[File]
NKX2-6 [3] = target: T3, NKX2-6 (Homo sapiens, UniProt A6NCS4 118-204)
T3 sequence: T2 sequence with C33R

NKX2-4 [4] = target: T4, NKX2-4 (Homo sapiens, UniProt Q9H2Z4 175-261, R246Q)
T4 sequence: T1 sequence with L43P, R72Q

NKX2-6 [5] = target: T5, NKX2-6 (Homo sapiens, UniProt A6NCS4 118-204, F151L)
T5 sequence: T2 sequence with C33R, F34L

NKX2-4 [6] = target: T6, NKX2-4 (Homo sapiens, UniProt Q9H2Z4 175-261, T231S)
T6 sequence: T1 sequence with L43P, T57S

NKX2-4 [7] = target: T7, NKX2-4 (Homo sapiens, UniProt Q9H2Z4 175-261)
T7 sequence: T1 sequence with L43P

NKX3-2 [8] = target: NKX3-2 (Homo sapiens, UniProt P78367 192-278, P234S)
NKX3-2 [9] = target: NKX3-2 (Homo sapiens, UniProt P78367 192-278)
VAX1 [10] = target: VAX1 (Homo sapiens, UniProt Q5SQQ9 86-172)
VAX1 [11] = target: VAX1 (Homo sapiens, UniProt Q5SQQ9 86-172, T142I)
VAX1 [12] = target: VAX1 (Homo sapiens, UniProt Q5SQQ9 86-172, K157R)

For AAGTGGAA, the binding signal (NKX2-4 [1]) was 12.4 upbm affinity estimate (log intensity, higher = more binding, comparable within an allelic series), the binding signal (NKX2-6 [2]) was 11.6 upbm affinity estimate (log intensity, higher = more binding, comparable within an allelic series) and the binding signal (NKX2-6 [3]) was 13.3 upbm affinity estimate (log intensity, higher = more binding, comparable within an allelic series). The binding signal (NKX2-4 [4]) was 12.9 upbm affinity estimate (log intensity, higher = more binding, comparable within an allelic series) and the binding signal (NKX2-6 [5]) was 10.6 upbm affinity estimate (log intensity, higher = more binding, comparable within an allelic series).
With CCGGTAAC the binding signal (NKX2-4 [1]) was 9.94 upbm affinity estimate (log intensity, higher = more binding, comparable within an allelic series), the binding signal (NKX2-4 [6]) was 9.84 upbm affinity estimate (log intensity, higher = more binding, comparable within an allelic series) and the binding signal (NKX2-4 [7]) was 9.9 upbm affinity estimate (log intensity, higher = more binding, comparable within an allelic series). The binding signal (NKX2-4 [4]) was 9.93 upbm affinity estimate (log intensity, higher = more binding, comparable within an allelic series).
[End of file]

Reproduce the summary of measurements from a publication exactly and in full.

NKX2-6 [3] = target: T3, NKX2-6 (Homo sapiens, UniProt A6NCS4 118-204)
T3 sequence: T2 sequence with C33R

NKX2-4 [4] = target: T4, NKX2-4 (Homo sapiens, UniProt Q9H2Z4 175-261, R246Q)
T4 sequence: T1 sequence with L43P, R72Q

NKX2-6 [5] = target: T5, NKX2-6 (Homo sapiens, UniProt A6NCS4 118-204, F151L)
T5 sequence: T2 sequence with C33R, F34L

NKX2-4 [6] = target: T6, NKX2-4 (Homo sapiens, UniProt Q9H2Z4 175-261, T231S)
T6 sequence: T1 sequence with L43P, T57S

NKX2-4 [7] = target: T7, NKX2-4 (Homo sapiens, UniProt Q9H2Z4 175-261)
T7 sequence: T1 sequence with L43P

NKX3-2 [8] = target: NKX3-2 (Homo sapiens, UniProt P78367 192-278, P234S)
NKX3-2 [9] = target: NKX3-2 (Homo sapiens, UniProt P78367 192-278)
VAX1 [10] = target: VAX1 (Homo sapiens, UniProt Q5SQQ9 86-172)
VAX1 [11] = target: VAX1 (Homo sapiens, UniProt Q5SQQ9 86-172, T142I)
VAX1 [12] = target: VAX1 (Homo sapiens, UniProt Q5SQQ9 86-172, K157R)

For AAGTGGAA, the binding signal (NKX2-4 [1]) was 12.4 upbm affinity estimate (log intensity, higher = more binding, comparable within an allelic series), the binding signal (NKX2-6 [2]) was 11.6 upbm affinity estimate (log intensity, higher = more binding, comparable within an allelic series) and the binding signal (NKX2-6 [3]) was 13.3 upbm affinity estimate (log intensity, higher = more binding, comparable within an allelic series). The binding signal (NKX2-4 [4]) was 12.9 upbm affinity estimate (log intensity, higher = more binding, comparable within an allelic series) and the binding signal (NKX2-6 [5]) was 10.6 upbm affinity estimate (log intensity, higher = more binding, comparable within an allelic series).
With CCGGTAAC the binding signal (NKX2-4 [1]) was 9.94 upbm affinity estimate (log intensity, higher = more binding, comparable within an allelic series), the binding signal (NKX2-4 [6]) was 9.84 upbm affinity estimate (log intensity, higher = more binding, comparable within an allelic series) and the binding signal (NKX2-4 [7]) was 9.9 upbm affinity estimate (log intensity, higher = more binding, comparable within an allelic series). The binding signal (NKX2-4 [4]) was 9.93 upbm affinity estimate (log intensity, higher = more binding, comparable within an allelic series).